For a fee, Google lets you increase the size of your in box

For $20 a year, you can buy 6 GB more space for your mail and photos. Finally, relief for folks with bulging mailboxes.

Published August 10, 2007 7:34PM (EDT)

I don't know why it's taken Google so long to do this, but finally, the company will sell you additional space for Gmail. For $20 a year, you can now buy 6 GB of hard drive room to use if your free Gmail space fills up. The capacity can also be used to house pictures you store on Google's Picasa Web Albums. You can buy even more space than 6 GB -- 25 GB for $75 a year, 100 GB for $250 per year, and 250 GB for $500 per year.

I've been using Gmail as my primary e-mail service since its debut in 2004; at the time, Google's free space seemed enough. (Gmail began with 1 GB of capacity, then switched to 2 GB, and now it continuously updates at a slow rate -- currently, it's at 2,887 MB.)

But it quickly filled up. Over the years, I've accumulated more than 24,000 unread messages in my mailbox (not counting 17,000 spam missives over the last month). Several times now, I've had to offload thousands of messages onto my desktop in order to avoid filling up Gmail. Right now, I'm at 91 percent -- and were it not for the new service, I would have to offload more messages in a month or so.

I'm not boasting about the size of my mailbox, by the way; this is just what happens when you follow Google's (very wise) advice -- never delete messages. Gmail has become my central repository for years of life and work, the one place I know I can find everything important (which is exactly why putting stuff on my home computer, which I likely won't be keeping for more than a couple years, is so irritating).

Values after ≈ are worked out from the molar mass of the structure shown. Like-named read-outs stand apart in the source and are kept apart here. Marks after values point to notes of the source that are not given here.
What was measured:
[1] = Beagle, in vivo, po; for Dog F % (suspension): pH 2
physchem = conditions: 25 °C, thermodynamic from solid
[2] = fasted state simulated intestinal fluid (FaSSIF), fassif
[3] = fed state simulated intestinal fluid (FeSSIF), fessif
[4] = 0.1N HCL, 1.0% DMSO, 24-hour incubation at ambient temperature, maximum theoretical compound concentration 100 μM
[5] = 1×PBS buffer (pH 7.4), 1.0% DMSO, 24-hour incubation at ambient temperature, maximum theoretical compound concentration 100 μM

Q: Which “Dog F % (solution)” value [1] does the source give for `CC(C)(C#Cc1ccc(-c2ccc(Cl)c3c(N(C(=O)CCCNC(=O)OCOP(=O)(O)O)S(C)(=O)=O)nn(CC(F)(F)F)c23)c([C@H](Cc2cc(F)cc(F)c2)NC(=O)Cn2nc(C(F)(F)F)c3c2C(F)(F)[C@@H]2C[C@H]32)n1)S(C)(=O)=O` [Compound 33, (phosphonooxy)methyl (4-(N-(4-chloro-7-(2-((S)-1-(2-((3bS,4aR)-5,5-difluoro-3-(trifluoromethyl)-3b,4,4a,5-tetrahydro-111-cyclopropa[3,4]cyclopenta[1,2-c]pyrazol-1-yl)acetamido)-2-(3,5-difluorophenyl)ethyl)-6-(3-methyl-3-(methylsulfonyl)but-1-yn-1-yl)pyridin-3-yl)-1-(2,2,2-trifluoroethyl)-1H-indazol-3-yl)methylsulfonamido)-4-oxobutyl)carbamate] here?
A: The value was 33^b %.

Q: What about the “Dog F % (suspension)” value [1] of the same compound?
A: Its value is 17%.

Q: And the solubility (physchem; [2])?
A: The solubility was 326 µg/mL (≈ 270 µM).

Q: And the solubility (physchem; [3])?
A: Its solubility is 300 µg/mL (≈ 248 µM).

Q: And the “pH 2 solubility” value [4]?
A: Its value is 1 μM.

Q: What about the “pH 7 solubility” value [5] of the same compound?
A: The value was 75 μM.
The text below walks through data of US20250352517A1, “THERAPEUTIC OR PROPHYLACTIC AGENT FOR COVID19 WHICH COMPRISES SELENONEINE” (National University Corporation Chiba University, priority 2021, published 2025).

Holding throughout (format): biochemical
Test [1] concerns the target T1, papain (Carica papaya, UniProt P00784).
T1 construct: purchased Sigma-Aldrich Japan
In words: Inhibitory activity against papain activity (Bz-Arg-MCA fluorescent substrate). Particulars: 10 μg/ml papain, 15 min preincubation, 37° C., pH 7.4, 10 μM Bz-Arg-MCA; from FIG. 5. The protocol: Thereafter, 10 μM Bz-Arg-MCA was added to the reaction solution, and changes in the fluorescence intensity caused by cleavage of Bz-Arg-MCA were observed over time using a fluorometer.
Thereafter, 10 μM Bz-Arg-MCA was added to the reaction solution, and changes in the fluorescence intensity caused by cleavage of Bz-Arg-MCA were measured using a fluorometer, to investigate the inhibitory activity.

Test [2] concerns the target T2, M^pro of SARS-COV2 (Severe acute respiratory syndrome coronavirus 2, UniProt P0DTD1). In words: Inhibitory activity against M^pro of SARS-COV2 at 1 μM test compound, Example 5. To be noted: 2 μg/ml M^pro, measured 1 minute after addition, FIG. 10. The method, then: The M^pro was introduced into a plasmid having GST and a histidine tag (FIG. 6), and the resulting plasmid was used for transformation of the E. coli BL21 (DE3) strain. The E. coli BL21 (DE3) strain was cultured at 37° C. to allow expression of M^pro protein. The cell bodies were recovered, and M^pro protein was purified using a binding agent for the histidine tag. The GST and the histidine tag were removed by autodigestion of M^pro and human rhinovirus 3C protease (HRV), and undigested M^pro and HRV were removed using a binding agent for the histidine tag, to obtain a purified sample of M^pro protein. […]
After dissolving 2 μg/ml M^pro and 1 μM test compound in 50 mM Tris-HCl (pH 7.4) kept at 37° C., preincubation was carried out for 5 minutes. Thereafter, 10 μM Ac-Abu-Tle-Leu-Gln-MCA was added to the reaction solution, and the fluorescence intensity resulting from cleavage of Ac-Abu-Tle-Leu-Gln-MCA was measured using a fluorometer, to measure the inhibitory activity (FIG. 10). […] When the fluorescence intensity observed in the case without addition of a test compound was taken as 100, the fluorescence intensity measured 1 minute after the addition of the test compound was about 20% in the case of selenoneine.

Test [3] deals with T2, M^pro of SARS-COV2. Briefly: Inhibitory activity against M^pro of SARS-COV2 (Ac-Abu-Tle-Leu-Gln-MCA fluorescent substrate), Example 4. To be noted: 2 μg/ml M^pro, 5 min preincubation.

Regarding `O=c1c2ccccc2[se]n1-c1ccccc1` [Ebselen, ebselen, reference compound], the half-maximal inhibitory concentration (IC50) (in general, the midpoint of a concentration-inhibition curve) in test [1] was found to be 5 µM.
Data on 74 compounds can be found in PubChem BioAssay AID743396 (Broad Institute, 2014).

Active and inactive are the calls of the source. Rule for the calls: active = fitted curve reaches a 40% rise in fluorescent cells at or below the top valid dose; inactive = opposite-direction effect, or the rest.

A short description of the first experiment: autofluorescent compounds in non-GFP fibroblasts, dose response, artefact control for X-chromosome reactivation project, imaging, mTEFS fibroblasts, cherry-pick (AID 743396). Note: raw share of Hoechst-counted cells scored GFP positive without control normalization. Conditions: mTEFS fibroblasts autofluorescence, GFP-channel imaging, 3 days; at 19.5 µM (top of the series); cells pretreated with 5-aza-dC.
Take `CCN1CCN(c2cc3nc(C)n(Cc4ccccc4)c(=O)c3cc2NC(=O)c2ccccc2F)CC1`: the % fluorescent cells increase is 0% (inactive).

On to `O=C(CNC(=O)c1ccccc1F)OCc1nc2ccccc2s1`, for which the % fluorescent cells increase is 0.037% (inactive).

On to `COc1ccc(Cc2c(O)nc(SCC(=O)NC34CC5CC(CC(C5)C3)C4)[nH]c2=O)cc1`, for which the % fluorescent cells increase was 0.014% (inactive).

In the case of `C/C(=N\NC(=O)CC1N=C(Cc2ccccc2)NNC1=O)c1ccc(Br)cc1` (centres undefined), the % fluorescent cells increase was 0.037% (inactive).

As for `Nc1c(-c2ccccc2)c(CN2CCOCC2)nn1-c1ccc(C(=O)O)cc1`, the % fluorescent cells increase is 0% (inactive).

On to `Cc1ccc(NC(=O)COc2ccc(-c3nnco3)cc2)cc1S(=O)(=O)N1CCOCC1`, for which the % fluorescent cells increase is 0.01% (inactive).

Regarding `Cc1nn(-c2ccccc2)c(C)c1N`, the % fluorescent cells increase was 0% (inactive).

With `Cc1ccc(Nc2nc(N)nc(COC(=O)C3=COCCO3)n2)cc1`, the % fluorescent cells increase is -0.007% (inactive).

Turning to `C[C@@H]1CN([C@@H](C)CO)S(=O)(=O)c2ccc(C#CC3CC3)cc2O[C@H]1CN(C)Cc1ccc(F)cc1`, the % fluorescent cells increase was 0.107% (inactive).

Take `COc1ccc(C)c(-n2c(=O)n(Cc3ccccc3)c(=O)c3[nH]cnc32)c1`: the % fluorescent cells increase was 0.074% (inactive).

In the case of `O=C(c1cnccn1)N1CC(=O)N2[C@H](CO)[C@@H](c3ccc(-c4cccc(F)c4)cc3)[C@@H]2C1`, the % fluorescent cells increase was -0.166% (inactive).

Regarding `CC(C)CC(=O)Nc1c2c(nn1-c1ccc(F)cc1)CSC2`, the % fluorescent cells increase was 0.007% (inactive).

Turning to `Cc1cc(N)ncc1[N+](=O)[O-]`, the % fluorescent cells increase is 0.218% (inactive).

Not long ago the company put out Google Apps, a program that let you get a Gmail account with 10 GB of space for $50 a year. This looked to be a good solution, but then I discovered it doesn't work with existing Gmail accounts; you've got to migrate your mail over to the new Apps account.

The beauty of the new service is that you don't have to change a thing. Once you sign up, your existing Gmail account will use the capacity as overflow space. If the space fills up, Gmail starts storing your messages on the subscription plan.

Google's critics are pointing out that the plan is more expensive than some others -- Yahoo's e-mail service, for instance, offers unlimited space for free. But come on: Anyone who's hip to Gmail's amazing productivity tools would never consider Yahoo. Twenty dollars is not too much to pay for quality.

To buy more space for Gmail, go to your Google Account and scroll down to "Storage Space."

-- Farhad Manjoo

By Farhad Manjoo

Farhad Manjoo is a Salon staff writer and the author of True Enough: Learning to Live in a Post-Fact Society.

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